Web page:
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From the Alamo to the Snake River

 


Most of the 2.5 million annual Alamo visitors focus on the epic 1836 battle in which a small band of brave Texans was eventually overrun by the Mexican army. Folk heroes like Davy Crockett, Jim Bowie and William Travis were among the Texans killed while fighting for independence from Mexico.

However, the Alamo is more than a small Spanish-style church, depicted on tourism brochures, which barely withstood a 13-day pummeling from Mexican cannons. It is a large complex built nearly a century before the siege where irrigated agriculture was introduced to arid south central Texas — an area which has topography and precipitation levels very similar to Washington east of the Cascades.

Just as Alamo visitors often overlook important parts of history, Washington can benefit from a more complete look at the benefits of irrigated agriculture.

The Alamo is the northernmost of the Franciscan missions establish between 1720 and 1750 along the San Antonio River. Four other missions downstream diverted river water to irrigate 3,500 acres on farmland where corn and vegetables were grown and cattle and other livestock foraged.

By 2007, irrigated agriculture in Texas grew to $4.7 billion. Today, Texas agriculture’s total economic impact reaches $115 billion annually, and one out of every seven Texans work in agriculture-related jobs.

In Washington, agriculture contributes $51 billion to our economy and our state is America’s third largest food and agricultural products exporter. At last count, the Washington Farm Bureau estimates our state has 1.8 million irrigated acres of farmland.

Washington’s largest fruit-tree crops are apples, cherries and pears, which annually bring in $2.5 billion. They require river water. The same is true for potato, hop and hay crops. Exportable food products provide jobs for 166,000 Washington workers.

Much of Washington’s irrigated farms and orchards are supplied water from federal dams on the Columbia, Yakima and Snake rivers.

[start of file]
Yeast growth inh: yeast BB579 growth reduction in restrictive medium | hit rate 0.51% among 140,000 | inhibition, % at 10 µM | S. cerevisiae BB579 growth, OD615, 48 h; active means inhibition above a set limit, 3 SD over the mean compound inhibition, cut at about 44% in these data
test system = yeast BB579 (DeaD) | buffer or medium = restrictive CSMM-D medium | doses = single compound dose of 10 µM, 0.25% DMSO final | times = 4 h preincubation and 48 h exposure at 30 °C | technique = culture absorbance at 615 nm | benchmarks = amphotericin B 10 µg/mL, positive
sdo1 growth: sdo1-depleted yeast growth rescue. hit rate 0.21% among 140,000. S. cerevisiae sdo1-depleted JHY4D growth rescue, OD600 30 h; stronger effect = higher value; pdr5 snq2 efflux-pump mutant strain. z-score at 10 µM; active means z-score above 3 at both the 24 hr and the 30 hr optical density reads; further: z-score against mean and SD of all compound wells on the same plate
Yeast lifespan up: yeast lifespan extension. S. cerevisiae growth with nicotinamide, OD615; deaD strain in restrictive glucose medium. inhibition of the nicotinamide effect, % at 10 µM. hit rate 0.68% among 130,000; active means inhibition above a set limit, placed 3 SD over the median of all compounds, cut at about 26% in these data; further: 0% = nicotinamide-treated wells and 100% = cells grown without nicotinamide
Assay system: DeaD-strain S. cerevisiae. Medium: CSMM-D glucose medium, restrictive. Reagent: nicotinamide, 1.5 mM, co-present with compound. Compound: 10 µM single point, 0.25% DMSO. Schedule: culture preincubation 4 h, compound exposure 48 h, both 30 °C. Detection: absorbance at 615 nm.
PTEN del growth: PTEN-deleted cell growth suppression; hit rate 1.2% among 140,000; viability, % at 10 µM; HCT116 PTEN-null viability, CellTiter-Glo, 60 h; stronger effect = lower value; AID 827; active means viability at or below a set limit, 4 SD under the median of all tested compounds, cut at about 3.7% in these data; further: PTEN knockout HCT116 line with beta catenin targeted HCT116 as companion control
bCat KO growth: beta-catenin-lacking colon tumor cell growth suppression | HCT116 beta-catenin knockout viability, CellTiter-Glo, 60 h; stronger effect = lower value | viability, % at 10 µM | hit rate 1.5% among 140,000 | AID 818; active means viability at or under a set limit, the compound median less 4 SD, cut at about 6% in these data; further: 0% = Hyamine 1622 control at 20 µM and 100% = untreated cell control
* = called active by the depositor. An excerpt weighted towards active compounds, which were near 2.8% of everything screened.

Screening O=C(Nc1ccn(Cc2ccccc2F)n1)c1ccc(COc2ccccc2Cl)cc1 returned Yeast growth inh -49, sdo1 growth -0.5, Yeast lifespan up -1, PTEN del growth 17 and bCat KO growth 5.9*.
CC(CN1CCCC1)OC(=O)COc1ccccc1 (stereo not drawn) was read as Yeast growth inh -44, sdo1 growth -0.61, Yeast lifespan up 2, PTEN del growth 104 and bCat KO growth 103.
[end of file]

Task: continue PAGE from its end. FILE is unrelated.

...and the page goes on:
The battle today is over whether to remove the four lower Snake River dams. While debate primarily focuses on salmon runs, breaching implications reach deeply into agriculture, hydropower and commercial navigation.

Early in discussions, the U.S. Army Corps of Engineers zeroed in on irrigation impacts of Ice Harbor, the most down-river of the Snake River dams.

“For purposes of analyzing the economic effects to pump irrigators under dam (Ice Harbor) breach conditions, it is estimated that approximately 37,000 irrigated acres in Franklin and Walla Walla counties would be impacted,” the Corps reported.

Not only would dam removal hurt farmers, but it would end river barging from Lewiston, ID, to seaports in Portland, Vancouver and along the lower Columbia. The main crops barged through the locks at Lower Granite, Lower Monumental, Little Goose and Ice Harbor dams are wheat, corn, soy and wood products.

The Pacific Northwest Waterways Association estimates that 134 grain trucks and 35 jumbo hopper rail cars would be required to replace each barge.

Pacific Northwest families and businesses are spending billions of dollars through their electric bills to make the federal dams more fish-friendly and restore salmon habitat in the Columbia Basin. Salmon are returning, but there is work to be done and other issues to address. One is the impact of sea lion predation on salmon and steelhead in the lower Columbia.

Before we consider spending billions to rip down the lower Snake River dams, wouldn’t it be better to consider the progress already made to salmon-run enhancement and all of the factors threatening the salmon we all cherish?

It makes sense for our judges, lawmakers, and others we elect to public office to take a comprehensive look at the big picture of the Columbia River Basin and the benefits of the dams.

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